It's not a long river trip. Under power, half a day will do it. It's not a particularly nerve-wrenching trip, either. Aside from a couple of ripples, the water's as calm as a sleeping dog. And it's not difficult to take. Anyone with a boat, with or without a motor, can make it.

Still, there's something thrilling about lazily floating the Colorado River through the last of Glen Canyon, possibly because it's the last of what Lake Powell was. Then it could be because it is so easy. Or, it could be the overwhelming power of the red rock walls, and the obvious strength of the river.The river ride goes from the Glen Canyon Dam to Lees Ferry, about 15 miles as the river winds, less than half that as the crow flies. There are morning and afternoon runs, and all-day trips. It starts where the dam stops and ends when the Grand Canyon starts at the old ferry site.

According to Dean Crane, general manager of Wilderness River Adventure, over 24,000 people floated the river last year with his company. More are expected to float it this year. All the outfitters combined will only take about twice that number down the famed Grand Canyon river run.

There is something special about this small stretch of river.

There are, in fact, three accepted theories to the canyon's creation:

1. The river cut through the rock.

2. The rock pushed up along the river.

3. The river cut down as the cliffs shot up.

All three sound reasonable . . . formidable river protected on two sides by 500-foot roughly carved cliffs. One up, one down, or down and up. Anyway, the result is a beautiful stretch of river marked by awe-striking rock wall, a mixture of sandy beaches and tamarisk-choked shorelines, and a clean, green-hued river that confidently pushes its way towards the Grand.

The trip begins with a drive down a two-mile tunnel cut in the rock wall that angles from the butte to the base of the dam. It was built to get workers to the base of the dam back in the early 1960s.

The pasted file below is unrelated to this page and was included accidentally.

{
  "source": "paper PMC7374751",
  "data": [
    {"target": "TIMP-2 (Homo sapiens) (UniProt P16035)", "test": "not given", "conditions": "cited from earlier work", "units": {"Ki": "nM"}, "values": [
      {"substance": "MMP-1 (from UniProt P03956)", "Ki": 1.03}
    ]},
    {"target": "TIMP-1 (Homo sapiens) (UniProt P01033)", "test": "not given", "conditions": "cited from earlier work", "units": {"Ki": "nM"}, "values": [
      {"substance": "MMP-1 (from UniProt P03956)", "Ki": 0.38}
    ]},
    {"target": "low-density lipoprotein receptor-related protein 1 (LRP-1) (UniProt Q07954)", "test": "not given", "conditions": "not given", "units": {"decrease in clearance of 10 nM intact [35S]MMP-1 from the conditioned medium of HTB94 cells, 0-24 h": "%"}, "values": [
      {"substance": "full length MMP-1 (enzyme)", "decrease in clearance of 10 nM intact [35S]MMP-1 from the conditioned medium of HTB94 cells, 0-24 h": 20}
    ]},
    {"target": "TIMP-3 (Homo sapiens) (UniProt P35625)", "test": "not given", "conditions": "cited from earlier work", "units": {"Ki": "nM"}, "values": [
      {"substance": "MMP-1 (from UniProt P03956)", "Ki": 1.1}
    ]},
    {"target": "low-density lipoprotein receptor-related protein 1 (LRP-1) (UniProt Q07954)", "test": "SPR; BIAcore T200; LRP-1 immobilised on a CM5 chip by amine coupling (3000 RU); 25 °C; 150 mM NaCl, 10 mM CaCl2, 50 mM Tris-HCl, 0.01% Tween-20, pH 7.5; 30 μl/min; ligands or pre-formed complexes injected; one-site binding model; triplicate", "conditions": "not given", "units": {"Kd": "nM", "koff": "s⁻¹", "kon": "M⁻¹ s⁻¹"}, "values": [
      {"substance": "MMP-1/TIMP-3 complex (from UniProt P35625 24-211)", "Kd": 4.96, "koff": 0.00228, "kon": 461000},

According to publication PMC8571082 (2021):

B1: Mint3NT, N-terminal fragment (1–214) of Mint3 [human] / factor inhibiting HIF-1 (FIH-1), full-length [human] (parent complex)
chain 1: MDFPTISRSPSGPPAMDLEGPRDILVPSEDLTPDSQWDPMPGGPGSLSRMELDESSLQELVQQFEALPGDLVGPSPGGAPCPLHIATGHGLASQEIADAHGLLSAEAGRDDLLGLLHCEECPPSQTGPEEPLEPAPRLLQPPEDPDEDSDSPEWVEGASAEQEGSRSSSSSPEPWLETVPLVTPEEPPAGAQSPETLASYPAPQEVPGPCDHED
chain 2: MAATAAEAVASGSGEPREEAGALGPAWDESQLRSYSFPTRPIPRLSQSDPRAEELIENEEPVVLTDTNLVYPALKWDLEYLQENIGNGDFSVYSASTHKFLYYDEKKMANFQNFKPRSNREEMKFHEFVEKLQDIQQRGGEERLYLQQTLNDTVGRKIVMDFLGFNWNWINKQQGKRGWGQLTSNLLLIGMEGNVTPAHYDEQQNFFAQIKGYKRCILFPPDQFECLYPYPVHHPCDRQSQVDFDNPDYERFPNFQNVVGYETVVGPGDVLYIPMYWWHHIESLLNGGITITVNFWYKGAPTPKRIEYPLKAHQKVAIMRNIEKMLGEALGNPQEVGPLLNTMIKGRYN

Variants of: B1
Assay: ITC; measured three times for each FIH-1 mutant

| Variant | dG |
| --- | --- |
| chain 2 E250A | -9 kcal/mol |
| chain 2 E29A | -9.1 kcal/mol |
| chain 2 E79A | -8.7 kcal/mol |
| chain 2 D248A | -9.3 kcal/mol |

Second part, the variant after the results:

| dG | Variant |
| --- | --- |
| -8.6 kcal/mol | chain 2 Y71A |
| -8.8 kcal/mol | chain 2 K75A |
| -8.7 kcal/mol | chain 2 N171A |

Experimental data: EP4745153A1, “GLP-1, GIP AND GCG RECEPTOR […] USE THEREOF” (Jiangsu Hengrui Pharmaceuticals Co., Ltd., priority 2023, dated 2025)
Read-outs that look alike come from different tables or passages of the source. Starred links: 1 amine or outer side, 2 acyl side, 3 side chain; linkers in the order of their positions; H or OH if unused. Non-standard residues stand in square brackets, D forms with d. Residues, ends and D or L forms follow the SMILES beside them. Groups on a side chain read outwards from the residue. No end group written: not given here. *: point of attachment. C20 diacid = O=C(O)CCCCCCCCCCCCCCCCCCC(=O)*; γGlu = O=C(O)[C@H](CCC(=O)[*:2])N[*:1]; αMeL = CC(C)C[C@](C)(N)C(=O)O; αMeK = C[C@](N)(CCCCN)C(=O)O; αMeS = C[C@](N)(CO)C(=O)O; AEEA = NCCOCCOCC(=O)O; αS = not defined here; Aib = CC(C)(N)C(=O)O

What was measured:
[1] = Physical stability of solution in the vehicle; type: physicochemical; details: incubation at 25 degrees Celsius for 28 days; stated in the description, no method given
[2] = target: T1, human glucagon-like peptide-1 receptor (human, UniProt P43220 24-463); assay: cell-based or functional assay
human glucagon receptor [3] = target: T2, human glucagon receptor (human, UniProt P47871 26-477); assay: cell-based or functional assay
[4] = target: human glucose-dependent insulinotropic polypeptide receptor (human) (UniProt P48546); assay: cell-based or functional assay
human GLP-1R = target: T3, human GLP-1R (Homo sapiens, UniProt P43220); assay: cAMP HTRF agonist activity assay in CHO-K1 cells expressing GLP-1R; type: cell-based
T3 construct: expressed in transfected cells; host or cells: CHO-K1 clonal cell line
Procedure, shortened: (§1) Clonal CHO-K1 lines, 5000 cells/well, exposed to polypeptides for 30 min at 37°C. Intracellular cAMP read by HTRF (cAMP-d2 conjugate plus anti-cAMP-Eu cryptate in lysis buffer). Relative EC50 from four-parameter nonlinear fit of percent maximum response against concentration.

John Wesley Powell, first to explore the Colorado River, reached this point back on Aug. 4, 1869. His report was:

"After dinner we find the river making a sudden turn to the northwest, and the character of the canyon changed. The walls are chiefly shales of beautiful colors . . . Here the canyon terminates abruptly in a line of cliffs."

Today, Powell would see the colors and the cliffs. He would, of course, see the dam and, now, a fresh-running river. When Powell passed through it was a silty-brown. It is estimated some 168 tons of silt a year floated down the river before the dam, three times that in high runoff. Now Lake Powell stops the silt and returns only chilling (45 degrees), clear water.

Which, of course, has helped turn the stretch of river below the dam into what was once called the finest trout stream in the country, and is now classed as a very good one. Rafters float down the river now and see the river rainbows streaking out of their way, while fishermen come up-lake and try to catch them.

Boatmen reported that two weeks ago a six-pound trophy was pulled in by a fly fisherman. Ten years ago, it likely would not have been worth mentioning. This was a section of ideal habitat and big fish.

Seven miles down the river, on a reddish limestone wall behind a sandy beach, are hidden signs of early man. Petroglyphs, according to one interpretation, show men, young and old, herds of sheep, possibly deer, paths down into the canyon and up again, and possibly death.

A few miles more, and off to the left, is Stanton's Cave. Given a claim to mine gold and required to make $100 in improvements, Robert Stanton built a road to his cave. Stanton, an engineer, came to the river with Frank Brown in hopes of finding a railroad route through to link Colorado and California. Brown died in a boating accident and Stanton came back to mine and live in a cave.

Near the end of the trip, off to the right in waist-deep water, are the remnants of the coal-hauling steamboat of Charles H. Spencer, another early miner. The old boilers and paddle-wheel gears are out of the water, the skeletal remains of the hull under the surface.

A few hundred yards down river is the ramp at Lees Ferry. The site was, for many years, the only Colorado River crossing for 500 miles around. The ferry was operated at first by John Doyle Lee, who later was executed for the Mountain Meadow Massacre of 1874.

Men, animals and machines were ferried across the river here until 1929. On its last voyage, three men and two Model A Fords were lost. A year later, a bridge was built to link the canyon walls.

From Lees Ferry, it's a one-hour bus ride back to Page. Half-day travelers see as much as full-day. Longer trips merely float more, have lunch and stop to see more sites.

All-day trips are $41.95 for adults, $20.95 for children; half-day cost $24.95 for adults and $16.95 for children.

One thing that adds to the popularity of this trip is that long-range plans are not necessary. Crane said a phone call the day before is sufficient. It fits well, he said, into the schedules of people coming to Lake Powell "and looking for a beautiful, restful experience."